Whats the max value for blockIdx.x for a <<<16,32>>> call config?

Hello ,

suppose we are using <<<16,32>>> call config for a kernal function, then is the below table correct?

     [u] variable[/u]       -------------------                                             [u]max value[/u]

        blockIdx.x        ------------------------                                                       15

        blockDim.x        -----------------------                                                       32

        threadIdx.x         ------------------                                                   31

Because, Im using above config and the kernal is executing 16*32 times in Emulation modes.

but in Debug and Release modes, it is executing 2 blocks ( some times 5 blocks and some times 8 blocks ).

Why is it so?

How do you measure the number of blocks that execute?

yes thats right. (but blockDim isn’t really a max value)

how do you know that?

or better how do you count them?

its hard to say why some of your thread blocks aren’t working.

I am pretty sure that they are executed, but perhaps they do nothing.

i can only guess what is happening

foo<<<16,32>>>( …, int* count );

global void foo( …, int* count )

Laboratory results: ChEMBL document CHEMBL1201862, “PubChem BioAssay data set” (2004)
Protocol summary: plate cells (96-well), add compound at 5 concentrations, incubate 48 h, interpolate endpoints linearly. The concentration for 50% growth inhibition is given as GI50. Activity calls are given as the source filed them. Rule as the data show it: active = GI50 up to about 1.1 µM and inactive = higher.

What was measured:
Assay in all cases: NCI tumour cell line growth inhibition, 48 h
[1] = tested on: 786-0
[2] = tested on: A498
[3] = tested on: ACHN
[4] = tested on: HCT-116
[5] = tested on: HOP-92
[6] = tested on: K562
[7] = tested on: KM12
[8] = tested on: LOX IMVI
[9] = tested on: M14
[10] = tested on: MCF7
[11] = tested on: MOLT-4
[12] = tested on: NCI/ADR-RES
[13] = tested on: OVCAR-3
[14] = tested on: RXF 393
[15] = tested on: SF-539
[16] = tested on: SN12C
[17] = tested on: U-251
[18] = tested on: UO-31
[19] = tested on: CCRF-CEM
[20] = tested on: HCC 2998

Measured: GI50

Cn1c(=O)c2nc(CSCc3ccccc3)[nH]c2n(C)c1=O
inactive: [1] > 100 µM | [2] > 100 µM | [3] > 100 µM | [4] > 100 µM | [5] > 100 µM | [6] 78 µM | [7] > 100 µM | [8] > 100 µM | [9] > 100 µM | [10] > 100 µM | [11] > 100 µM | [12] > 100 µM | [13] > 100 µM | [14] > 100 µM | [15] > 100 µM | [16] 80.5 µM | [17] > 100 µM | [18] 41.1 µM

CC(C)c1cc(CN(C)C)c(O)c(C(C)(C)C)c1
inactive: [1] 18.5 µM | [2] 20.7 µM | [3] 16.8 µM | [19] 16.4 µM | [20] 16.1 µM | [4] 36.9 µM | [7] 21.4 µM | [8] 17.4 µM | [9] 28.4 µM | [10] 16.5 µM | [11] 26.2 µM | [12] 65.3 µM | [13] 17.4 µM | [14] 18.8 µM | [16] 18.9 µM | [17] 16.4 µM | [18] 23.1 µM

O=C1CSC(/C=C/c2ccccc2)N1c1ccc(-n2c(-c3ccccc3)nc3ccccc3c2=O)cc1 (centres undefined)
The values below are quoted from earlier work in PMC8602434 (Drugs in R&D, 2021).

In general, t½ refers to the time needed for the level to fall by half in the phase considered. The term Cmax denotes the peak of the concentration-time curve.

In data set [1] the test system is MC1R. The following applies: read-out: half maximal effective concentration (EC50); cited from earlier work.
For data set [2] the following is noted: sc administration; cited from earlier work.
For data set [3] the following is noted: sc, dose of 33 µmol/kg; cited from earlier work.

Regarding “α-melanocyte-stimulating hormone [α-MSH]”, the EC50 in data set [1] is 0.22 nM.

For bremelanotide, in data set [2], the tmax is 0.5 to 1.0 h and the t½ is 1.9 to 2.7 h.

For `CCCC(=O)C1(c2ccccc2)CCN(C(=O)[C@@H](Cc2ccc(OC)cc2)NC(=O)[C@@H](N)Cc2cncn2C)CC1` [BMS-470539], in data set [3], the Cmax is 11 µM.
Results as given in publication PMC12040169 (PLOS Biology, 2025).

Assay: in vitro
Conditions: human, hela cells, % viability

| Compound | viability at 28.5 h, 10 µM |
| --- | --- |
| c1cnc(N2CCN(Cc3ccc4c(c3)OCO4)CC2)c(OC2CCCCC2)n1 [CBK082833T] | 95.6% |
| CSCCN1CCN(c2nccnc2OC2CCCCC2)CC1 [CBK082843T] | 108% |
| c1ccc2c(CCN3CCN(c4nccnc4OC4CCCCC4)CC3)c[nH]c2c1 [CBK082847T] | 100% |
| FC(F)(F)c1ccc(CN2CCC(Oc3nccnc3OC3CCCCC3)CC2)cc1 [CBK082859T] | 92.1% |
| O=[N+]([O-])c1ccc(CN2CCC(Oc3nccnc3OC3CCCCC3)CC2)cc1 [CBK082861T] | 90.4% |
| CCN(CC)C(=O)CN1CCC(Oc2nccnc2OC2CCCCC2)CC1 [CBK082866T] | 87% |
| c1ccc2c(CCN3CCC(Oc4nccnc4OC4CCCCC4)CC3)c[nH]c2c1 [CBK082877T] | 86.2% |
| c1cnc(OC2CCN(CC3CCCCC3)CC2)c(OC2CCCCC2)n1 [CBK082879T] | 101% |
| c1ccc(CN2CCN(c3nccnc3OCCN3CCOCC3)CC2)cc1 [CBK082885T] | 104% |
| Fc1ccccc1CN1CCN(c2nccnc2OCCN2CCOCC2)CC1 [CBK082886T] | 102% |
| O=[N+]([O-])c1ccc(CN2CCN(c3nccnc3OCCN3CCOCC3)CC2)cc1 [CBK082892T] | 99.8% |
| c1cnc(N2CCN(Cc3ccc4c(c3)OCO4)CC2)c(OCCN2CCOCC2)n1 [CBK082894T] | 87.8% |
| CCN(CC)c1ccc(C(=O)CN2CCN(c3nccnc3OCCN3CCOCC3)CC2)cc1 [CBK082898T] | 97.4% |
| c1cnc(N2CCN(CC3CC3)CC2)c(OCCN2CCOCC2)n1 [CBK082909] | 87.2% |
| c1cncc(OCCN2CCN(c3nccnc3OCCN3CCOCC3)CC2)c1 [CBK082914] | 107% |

*count = blcokIdx.x;


Now, print count variable.

All blocks are run in parallel, so you have a race condition. Count could randomly be any value from 0 to blockDim.x-1.

this does not work.

because it depends on which thread was the last to write to this variable.

so its random which value count has.

better try something like this:

if (threadIdx.x==0) *count++;

this means only thread with number 0 of each block increases the count variable.

so at the end the result should be the number of blocks.

and of course it would be better to use an atomic add

This still has a race condition between blocks and may not give you the correct answer.

Not just better, atomicAdd is the only way to do this correctly. :)

Can you give me some examples how to use “atomicAdd” please?

have a look at the programming guide (appendix C).

an example:

int count;


this is the same like count++, but it is done as an atomic operation.

or a more general example:

x = x + y;

int x;

int y;

atomicAdd(&x, y);